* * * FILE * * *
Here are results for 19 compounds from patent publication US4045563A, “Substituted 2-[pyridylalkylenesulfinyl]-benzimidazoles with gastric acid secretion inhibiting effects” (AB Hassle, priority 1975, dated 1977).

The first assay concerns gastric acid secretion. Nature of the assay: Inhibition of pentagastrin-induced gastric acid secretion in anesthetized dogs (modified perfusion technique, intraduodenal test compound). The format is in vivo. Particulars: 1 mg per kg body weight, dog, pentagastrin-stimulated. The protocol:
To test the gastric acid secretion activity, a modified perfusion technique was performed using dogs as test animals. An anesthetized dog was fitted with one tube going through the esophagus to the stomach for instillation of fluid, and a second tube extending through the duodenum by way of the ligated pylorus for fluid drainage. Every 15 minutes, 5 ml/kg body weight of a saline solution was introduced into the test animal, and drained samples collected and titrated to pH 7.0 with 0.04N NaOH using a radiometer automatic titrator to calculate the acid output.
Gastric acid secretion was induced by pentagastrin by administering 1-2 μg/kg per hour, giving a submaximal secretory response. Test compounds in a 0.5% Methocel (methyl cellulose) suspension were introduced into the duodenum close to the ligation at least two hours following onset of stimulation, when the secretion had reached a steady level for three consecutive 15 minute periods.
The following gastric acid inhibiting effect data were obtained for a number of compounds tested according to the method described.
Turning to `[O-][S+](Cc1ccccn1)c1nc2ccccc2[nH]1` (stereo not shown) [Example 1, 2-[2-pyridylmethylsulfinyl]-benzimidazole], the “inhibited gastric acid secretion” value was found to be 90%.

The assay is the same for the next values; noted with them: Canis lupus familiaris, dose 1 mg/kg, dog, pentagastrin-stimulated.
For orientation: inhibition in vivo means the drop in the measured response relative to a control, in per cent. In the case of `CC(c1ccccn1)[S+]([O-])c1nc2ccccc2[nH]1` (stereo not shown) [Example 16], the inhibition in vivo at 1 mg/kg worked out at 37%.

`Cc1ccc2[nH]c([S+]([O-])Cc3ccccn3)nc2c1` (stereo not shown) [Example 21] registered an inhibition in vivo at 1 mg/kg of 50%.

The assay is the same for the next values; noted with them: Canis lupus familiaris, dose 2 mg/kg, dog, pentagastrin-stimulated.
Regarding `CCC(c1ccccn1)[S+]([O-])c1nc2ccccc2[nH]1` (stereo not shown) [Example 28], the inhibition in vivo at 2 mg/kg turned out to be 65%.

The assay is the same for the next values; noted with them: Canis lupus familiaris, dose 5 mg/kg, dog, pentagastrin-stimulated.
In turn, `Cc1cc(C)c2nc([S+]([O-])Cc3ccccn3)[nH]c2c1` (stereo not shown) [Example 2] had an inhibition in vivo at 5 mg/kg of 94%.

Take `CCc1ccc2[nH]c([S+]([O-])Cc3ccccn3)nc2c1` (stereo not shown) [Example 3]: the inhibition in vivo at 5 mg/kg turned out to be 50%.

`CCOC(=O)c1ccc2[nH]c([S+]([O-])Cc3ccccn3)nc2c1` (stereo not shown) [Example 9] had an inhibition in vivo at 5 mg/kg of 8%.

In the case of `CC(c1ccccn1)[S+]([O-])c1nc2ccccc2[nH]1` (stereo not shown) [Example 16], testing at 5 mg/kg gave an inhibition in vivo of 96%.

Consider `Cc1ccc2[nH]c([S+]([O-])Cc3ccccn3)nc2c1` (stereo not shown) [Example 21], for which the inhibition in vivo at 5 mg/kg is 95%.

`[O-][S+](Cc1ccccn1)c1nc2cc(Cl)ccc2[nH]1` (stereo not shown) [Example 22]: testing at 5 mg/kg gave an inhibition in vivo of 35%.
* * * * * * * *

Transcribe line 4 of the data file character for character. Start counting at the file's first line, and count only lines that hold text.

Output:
Gastric acid secretion was induced by pentagastrin by administering 1-2 μg/kg per hour, giving a submaximal secretory response. Test compounds in a 0.5% Methocel (methyl cellulose) suspension were introduced into the duodenum close to the ligation at least two hours following onset of stimulation, when the secretion had reached a steady level for three consecutive 15 minute periods.